Postmodern Economics and Physics?

Mark ThomaMark Thoma highlighted a recent article, A Crisis at the Edge of Physics. You might wonder why an economist would be interested in a crisis going on in the physics world. For those who don’t follow economics, his explanation is probably not too helpful, “Seems like much the same can be said about modern macroeconomics (except perhaps the ‘given the field its credibility’ part)…” Let me discuss this for a moment, because it is really quite interesting.

As I’ve long speculated, certain kinds of physics are pushing up against the limits of knowledge. High energy physics is destroying particles with more and more energy, leading to ever more bizarre theories of the cosmos. Dark matter and dark energy are showing the cosmos to be mostly “things” we only know don’t seem to exist the way regular matter and energy does, but still interacts with it in unusual ways. Could it be that there is nothing else to know and that theoretical constructs about the universe will not be verifiable through experiment? Some physicists think so, “They criticized a newfound willingness among some scientists to explicitly set aside the need for experimental confirmation of today’s most ambitious cosmic theories — so long as those theories are ‘sufficiently elegant and explanatory.'”

This is shocking because for decades now, scientists have been beating up on postmodern literary theorists who claim that there is no objective truth. And now we have physicists (Of all scientists!) claiming that their theories don’t need to be right but instead just “elegant” and “explanatory.” This has long been the basis for supersymmetry theory. But I have to say, I’m not sure this is the wrong approach. Maybe at the extreme edges of science, experimentation will be useless. Clearly, we should still be doing it — or trying to. But it is possible that we can probe only so far when it comes to the creation of the universe.

This is really interesting, however, in how it relates to economics. Far from looking at things that call into question the universal limits of knowledge, economics deals with pedestrian issues. Economies may be very complicated, but there are no fundamental constraints on understanding them. However, many economists on the right have in fact given up worrying about real world data. They have their Real Business Cycle (RBC) models that are “sufficiently elegant and explanatory” that it doesn’t matter if they have no relationship to the real world.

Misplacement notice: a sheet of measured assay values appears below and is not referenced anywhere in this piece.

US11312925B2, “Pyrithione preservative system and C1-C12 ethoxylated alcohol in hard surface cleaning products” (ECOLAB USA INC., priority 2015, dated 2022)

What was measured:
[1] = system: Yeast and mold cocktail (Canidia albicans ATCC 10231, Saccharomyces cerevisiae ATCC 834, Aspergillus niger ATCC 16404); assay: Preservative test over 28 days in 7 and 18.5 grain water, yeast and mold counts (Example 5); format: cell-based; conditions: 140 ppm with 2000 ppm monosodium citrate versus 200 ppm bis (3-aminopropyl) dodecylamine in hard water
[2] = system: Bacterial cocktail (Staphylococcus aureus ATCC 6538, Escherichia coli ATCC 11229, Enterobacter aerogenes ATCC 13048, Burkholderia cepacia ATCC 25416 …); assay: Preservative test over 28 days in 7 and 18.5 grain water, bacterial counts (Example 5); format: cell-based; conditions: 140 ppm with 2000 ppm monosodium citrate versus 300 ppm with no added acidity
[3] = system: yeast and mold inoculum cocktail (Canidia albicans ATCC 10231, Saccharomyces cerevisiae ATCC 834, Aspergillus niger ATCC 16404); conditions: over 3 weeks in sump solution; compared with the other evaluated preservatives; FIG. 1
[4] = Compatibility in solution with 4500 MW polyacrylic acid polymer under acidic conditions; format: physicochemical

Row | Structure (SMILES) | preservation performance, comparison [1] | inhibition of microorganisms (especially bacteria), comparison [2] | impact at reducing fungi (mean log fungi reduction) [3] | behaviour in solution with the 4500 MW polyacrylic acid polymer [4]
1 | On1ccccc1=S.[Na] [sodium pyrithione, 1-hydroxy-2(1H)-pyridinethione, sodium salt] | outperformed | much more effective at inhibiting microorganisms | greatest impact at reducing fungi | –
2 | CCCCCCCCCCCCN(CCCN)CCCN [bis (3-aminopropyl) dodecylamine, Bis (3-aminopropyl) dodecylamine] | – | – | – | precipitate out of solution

In the past, I’ve written about my own experience with large scale environmental models. There is a strong urge to get lost in those models — to see them as more real the the world they supposedly model. A good example of this kind of thing in economics is the use of Dynamic Stochastic General Equilibrium (DSGE) models, of which RBC models are part. The idea with these models is to derive macroeconomic outcomes based upon microeconomics. I’m not an economist. But I can tell you that in environmental models, it is usually best to not use micro-scale models in macro-scale models. For example, it is best to model carbon respiration with one big leaf rather than with a detailed forest model. Clearly, there are times when you want a detailed forest model. But in general, macro-scale models are best when they are based on simple empirical models.

And why is that? To me, the biggest issue is that the more elements you add to a model, the more degrees of freedom you add. So you end up with a model that is entirely dependent upon calibration. And the model loses its meaning because its results are swamped by exactly how the calibration is done. What has happened in the RBC models is that economists have given up on modeling the real world and use it just to look for elegance and explanatory power. But it doesn’t matter if the person doing this calls herself a physicist or an economist. She is really just a mathematician — but a particularly useless one.

As I indicated before, this is somewhat defensible with regards to high energy physics and cosmology. These fields are already largely mystical. But in economics — a subject that is supposed to be above all useful — this is just madness.

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